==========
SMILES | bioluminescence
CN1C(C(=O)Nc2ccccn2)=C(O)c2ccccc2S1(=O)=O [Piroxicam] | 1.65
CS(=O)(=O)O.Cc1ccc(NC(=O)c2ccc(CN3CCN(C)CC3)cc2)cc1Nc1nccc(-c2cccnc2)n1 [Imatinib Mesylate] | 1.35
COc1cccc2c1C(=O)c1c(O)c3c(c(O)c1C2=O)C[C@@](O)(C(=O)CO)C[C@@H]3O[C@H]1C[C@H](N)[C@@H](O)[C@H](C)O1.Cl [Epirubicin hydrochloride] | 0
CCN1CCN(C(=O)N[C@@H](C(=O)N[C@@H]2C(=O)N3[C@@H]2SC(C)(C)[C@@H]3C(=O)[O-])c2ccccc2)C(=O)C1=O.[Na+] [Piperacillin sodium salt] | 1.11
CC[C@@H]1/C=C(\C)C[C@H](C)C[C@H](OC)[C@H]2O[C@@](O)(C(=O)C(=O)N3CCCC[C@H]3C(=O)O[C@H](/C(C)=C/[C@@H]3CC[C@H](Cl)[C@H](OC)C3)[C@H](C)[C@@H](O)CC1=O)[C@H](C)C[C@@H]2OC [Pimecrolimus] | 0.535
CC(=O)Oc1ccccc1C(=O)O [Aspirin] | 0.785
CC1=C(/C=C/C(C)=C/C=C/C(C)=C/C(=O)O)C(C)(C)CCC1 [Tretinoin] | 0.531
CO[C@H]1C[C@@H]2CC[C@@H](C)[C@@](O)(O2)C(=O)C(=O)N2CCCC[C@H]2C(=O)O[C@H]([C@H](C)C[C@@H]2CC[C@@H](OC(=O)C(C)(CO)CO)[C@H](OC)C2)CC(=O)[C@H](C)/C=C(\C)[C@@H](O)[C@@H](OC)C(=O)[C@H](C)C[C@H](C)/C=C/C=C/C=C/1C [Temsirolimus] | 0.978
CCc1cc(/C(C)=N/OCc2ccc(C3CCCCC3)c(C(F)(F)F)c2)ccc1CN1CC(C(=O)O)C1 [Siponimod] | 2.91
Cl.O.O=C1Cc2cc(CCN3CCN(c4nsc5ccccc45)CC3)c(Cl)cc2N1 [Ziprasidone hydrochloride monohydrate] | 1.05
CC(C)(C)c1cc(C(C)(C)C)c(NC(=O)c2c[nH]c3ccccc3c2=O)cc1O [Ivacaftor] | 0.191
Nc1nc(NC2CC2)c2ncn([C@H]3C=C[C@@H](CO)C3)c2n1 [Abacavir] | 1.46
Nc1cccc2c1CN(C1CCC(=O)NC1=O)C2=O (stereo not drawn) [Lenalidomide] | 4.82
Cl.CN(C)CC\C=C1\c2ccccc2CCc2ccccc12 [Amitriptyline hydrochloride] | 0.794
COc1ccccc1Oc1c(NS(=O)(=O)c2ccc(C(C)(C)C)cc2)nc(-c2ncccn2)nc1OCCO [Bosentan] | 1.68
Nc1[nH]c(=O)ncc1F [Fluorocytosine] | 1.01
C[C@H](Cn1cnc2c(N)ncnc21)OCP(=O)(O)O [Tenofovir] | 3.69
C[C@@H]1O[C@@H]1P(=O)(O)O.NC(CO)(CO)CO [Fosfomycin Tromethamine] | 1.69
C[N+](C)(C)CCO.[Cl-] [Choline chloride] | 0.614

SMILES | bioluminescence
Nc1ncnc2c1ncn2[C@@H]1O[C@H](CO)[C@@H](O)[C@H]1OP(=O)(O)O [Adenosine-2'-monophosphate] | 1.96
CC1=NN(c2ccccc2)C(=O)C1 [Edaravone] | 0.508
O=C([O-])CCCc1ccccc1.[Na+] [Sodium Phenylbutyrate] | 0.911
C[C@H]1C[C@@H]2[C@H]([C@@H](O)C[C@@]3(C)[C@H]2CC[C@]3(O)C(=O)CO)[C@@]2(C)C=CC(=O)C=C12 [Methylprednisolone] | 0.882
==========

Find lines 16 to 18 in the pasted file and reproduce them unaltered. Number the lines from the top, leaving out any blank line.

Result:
COc1ccccc1Oc1c(NS(=O)(=O)c2ccc(C(C)(C)C)cc2)nc(-c2ncccn2)nc1OCCO [Bosentan] | 1.68
Nc1[nH]c(=O)ncc1F [Fluorocytosine] | 1.01
C[C@H](Cn1cnc2c(N)ncnc21)OCP(=O)(O)O [Tenofovir] | 3.69